§ 1100. Where the sale is conditional upon the performance of some future act by the vendee, and possession of the property is transferred, the vendor may, upon the failure of the vendee to perform the condition, rescind the contract, and maintain trover or replevin for the goods; but he cannot maintain trover until he has a right to demand possession, and until he has actually made a demand and rescinded the contract.4 During the intermediate time between the delivery tween the real market value and the contract price when it has been sold again. Dingle v. Hare, 7 C. B. (n. s.) 145 (1859). And see Tuttle v. Brown, 4 Gray, 457 (1855). So in an action of deceit and fraud in the sale. Page v. Parker, 43 N. H. 363 (1861). And this rule is not affected by proof that the purchaser subsequently resold it for an increased price, especially if it does not appear that such sale by him was without warranty. Brown v. Bigelow, 10 Allen, 242 (1865).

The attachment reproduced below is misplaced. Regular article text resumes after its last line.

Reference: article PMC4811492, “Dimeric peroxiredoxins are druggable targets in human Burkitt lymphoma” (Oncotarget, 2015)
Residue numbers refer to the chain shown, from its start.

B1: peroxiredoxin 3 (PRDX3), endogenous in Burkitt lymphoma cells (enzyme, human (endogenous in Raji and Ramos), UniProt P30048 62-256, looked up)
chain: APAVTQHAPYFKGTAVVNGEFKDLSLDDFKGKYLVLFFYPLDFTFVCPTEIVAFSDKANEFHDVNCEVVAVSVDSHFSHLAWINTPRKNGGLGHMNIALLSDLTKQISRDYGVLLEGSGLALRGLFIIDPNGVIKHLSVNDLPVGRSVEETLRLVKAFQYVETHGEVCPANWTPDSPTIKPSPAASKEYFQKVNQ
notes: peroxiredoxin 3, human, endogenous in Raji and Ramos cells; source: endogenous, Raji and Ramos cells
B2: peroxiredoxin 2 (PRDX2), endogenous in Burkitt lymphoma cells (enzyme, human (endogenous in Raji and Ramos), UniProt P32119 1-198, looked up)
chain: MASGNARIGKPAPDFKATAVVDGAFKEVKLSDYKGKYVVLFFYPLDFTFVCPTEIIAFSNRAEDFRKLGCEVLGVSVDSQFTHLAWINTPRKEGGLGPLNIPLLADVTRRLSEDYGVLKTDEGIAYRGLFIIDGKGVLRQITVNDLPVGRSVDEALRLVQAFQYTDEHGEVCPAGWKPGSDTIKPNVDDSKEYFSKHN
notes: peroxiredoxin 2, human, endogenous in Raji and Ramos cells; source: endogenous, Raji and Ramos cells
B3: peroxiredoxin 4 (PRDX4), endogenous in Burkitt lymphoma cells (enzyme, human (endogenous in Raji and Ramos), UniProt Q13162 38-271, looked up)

1 Lewis v. Peake, 7 Taunt. 153; Armstrong v. Percy, 5 Wend. 535.
2 Ibid.; Reggio v. Braggiotti, 7 Cush. 166. If a buyer with a warranty sells with a like warranty, he may recover from his vendor any sum for damages which he is compelled to pay to his own vendee for such breach: Randall v. Raper, El., B. & E. 84 (1858); Reggio v. Braggiotti, 7 Cush. 166; Armstrong v. Percy, 5 Wend. 535; Blasdale v. Bab-cock, 1 Johns. 518; and in such case the original vendee might recover of the original vendor, although the second vendee had never made any claim upon him. Muller v. Eno, 4 Kern. 597.